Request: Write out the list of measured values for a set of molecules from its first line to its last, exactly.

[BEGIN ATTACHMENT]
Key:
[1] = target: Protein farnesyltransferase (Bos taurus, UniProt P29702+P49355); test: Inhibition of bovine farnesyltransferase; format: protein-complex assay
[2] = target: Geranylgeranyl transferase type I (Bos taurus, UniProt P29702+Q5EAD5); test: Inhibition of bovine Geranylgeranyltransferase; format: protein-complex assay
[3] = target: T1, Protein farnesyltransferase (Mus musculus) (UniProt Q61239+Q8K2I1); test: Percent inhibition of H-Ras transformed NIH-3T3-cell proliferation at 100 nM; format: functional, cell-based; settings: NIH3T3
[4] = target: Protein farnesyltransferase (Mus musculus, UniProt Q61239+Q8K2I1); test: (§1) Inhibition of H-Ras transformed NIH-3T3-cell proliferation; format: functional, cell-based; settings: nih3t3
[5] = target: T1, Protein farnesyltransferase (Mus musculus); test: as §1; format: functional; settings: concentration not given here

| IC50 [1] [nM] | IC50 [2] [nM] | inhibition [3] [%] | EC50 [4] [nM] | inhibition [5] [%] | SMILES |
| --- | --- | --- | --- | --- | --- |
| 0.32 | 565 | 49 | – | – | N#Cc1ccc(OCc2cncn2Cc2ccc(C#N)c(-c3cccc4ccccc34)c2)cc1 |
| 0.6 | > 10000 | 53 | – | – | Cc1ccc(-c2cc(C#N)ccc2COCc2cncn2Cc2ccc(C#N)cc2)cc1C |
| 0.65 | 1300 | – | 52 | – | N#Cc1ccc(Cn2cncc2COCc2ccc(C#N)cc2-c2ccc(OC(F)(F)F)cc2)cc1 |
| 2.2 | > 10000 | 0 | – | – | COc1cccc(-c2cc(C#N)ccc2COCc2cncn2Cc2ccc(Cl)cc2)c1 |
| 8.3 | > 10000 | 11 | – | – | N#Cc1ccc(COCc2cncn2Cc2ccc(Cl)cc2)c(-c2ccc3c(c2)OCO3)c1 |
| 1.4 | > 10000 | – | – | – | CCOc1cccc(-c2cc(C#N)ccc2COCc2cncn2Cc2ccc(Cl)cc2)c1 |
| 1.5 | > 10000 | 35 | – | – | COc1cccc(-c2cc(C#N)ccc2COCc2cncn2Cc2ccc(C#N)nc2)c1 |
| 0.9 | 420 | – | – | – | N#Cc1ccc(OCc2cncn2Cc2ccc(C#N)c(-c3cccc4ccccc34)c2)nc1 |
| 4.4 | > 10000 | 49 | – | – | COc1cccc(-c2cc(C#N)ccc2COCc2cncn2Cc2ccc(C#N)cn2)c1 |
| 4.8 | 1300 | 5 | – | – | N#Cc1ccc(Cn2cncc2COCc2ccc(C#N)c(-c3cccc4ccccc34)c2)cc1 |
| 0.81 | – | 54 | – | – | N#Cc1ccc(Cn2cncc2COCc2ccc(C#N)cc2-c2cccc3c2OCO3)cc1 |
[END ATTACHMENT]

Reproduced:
Key:
[1] = target: Protein farnesyltransferase (Bos taurus, UniProt P29702+P49355); test: Inhibition of bovine farnesyltransferase; format: protein-complex assay
[2] = target: Geranylgeranyl transferase type I (Bos taurus, UniProt P29702+Q5EAD5); test: Inhibition of bovine Geranylgeranyltransferase; format: protein-complex assay
[3] = target: T1, Protein farnesyltransferase (Mus musculus) (UniProt Q61239+Q8K2I1); test: Percent inhibition of H-Ras transformed NIH-3T3-cell proliferation at 100 nM; format: functional, cell-based; settings: NIH3T3
[4] = target: Protein farnesyltransferase (Mus musculus, UniProt Q61239+Q8K2I1); test: (§1) Inhibition of H-Ras transformed NIH-3T3-cell proliferation; format: functional, cell-based; settings: nih3t3
[5] = target: T1, Protein farnesyltransferase (Mus musculus); test: as §1; format: functional; settings: concentration not given here

| IC50 [1] [nM] | IC50 [2] [nM] | inhibition [3] [%] | EC50 [4] [nM] | inhibition [5] [%] | SMILES |
| --- | --- | --- | --- | --- | --- |
| 0.32 | 565 | 49 | – | – | N#Cc1ccc(OCc2cncn2Cc2ccc(C#N)c(-c3cccc4ccccc34)c2)cc1 |
| 0.6 | > 10000 | 53 | – | – | Cc1ccc(-c2cc(C#N)ccc2COCc2cncn2Cc2ccc(C#N)cc2)cc1C |
| 0.65 | 1300 | – | 52 | – | N#Cc1ccc(Cn2cncc2COCc2ccc(C#N)cc2-c2ccc(OC(F)(F)F)cc2)cc1 |
| 2.2 | > 10000 | 0 | – | – | COc1cccc(-c2cc(C#N)ccc2COCc2cncn2Cc2ccc(Cl)cc2)c1 |
| 8.3 | > 10000 | 11 | – | – | N#Cc1ccc(COCc2cncn2Cc2ccc(Cl)cc2)c(-c2ccc3c(c2)OCO3)c1 |
| 1.4 | > 10000 | – | – | – | CCOc1cccc(-c2cc(C#N)ccc2COCc2cncn2Cc2ccc(Cl)cc2)c1 |
| 1.5 | > 10000 | 35 | – | – | COc1cccc(-c2cc(C#N)ccc2COCc2cncn2Cc2ccc(C#N)nc2)c1 |
| 0.9 | 420 | – | – | – | N#Cc1ccc(OCc2cncn2Cc2ccc(C#N)c(-c3cccc4ccccc34)c2)nc1 |
| 4.4 | > 10000 | 49 | – | – | COc1cccc(-c2cc(C#N)ccc2COCc2cncn2Cc2ccc(C#N)cn2)c1 |
| 4.8 | 1300 | 5 | – | – | N#Cc1ccc(Cn2cncc2COCc2ccc(C#N)c(-c3cccc4ccccc34)c2)cc1 |
| 0.81 | – | 54 | – | – | N#Cc1ccc(Cn2cncc2COCc2ccc(C#N)cc2-c2cccc3c2OCO3)cc1 |